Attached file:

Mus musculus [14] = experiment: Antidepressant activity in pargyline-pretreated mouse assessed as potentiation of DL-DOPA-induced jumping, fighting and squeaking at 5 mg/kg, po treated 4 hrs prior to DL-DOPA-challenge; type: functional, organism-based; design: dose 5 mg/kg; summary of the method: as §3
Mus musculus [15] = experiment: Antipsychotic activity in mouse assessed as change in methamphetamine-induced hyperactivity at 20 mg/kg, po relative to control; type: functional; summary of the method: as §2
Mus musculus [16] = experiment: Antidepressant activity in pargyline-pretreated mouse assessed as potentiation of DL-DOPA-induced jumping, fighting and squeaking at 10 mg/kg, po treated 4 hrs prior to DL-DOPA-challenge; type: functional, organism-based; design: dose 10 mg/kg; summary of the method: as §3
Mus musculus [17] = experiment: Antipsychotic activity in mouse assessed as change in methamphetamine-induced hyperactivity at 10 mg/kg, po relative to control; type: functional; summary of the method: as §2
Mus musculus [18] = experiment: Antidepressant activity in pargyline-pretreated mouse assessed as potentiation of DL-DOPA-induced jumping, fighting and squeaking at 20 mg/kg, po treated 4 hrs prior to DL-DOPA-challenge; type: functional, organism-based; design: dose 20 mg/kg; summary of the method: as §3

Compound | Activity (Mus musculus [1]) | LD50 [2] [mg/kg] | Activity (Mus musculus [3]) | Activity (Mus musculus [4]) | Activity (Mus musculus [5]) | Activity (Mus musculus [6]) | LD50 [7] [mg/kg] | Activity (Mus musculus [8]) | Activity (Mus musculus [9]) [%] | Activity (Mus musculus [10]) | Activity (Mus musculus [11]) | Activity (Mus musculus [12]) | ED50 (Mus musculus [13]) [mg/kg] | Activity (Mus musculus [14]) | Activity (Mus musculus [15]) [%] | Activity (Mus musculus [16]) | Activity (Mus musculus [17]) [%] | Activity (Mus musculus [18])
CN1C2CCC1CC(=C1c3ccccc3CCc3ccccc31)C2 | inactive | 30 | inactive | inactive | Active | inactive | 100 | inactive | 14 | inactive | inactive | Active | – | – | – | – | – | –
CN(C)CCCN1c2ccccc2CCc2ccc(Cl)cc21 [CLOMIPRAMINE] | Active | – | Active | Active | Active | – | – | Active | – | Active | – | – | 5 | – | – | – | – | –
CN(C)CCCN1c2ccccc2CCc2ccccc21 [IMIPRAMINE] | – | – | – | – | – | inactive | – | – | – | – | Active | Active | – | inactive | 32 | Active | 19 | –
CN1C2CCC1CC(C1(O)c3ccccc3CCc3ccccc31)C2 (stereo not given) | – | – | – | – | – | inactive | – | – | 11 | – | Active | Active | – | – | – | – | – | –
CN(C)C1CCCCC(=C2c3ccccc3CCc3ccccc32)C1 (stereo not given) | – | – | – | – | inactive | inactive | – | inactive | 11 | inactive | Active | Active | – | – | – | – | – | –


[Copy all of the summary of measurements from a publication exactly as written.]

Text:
Mus musculus [14] = experiment: Antidepressant activity in pargyline-pretreated mouse assessed as potentiation of DL-DOPA-induced jumping, fighting and squeaking at 5 mg/kg, po treated 4 hrs prior to DL-DOPA-challenge; type: functional, organism-based; design: dose 5 mg/kg; summary of the method: as §3
Mus musculus [15] = experiment: Antipsychotic activity in mouse assessed as change in methamphetamine-induced hyperactivity at 20 mg/kg, po relative to control; type: functional; summary of the method: as §2
Mus musculus [16] = experiment: Antidepressant activity in pargyline-pretreated mouse assessed as potentiation of DL-DOPA-induced jumping, fighting and squeaking at 10 mg/kg, po treated 4 hrs prior to DL-DOPA-challenge; type: functional, organism-based; design: dose 10 mg/kg; summary of the method: as §3
Mus musculus [17] = experiment: Antipsychotic activity in mouse assessed as change in methamphetamine-induced hyperactivity at 10 mg/kg, po relative to control; type: functional; summary of the method: as §2
Mus musculus [18] = experiment: Antidepressant activity in pargyline-pretreated mouse assessed as potentiation of DL-DOPA-induced jumping, fighting and squeaking at 20 mg/kg, po treated 4 hrs prior to DL-DOPA-challenge; type: functional, organism-based; design: dose 20 mg/kg; summary of the method: as §3

Compound | Activity (Mus musculus [1]) | LD50 [2] [mg/kg] | Activity (Mus musculus [3]) | Activity (Mus musculus [4]) | Activity (Mus musculus [5]) | Activity (Mus musculus [6]) | LD50 [7] [mg/kg] | Activity (Mus musculus [8]) | Activity (Mus musculus [9]) [%] | Activity (Mus musculus [10]) | Activity (Mus musculus [11]) | Activity (Mus musculus [12]) | ED50 (Mus musculus [13]) [mg/kg] | Activity (Mus musculus [14]) | Activity (Mus musculus [15]) [%] | Activity (Mus musculus [16]) | Activity (Mus musculus [17]) [%] | Activity (Mus musculus [18])
CN1C2CCC1CC(=C1c3ccccc3CCc3ccccc31)C2 | inactive | 30 | inactive | inactive | Active | inactive | 100 | inactive | 14 | inactive | inactive | Active | – | – | – | – | – | –
CN(C)CCCN1c2ccccc2CCc2ccc(Cl)cc21 [CLOMIPRAMINE] | Active | – | Active | Active | Active | – | – | Active | – | Active | – | – | 5 | – | – | – | – | –
CN(C)CCCN1c2ccccc2CCc2ccccc21 [IMIPRAMINE] | – | – | – | – | – | inactive | – | – | – | – | Active | Active | – | inactive | 32 | Active | 19 | –
CN1C2CCC1CC(C1(O)c3ccccc3CCc3ccccc31)C2 (stereo not given) | – | – | – | – | – | inactive | – | – | 11 | – | Active | Active | – | – | – | – | – | –
CN(C)C1CCCCC(=C2c3ccccc3CCc3ccccc32)C1 (stereo not given) | – | – | – | – | inactive | inactive | – | inactive | 11 | inactive | Active | Active | – | – | – | – | – | –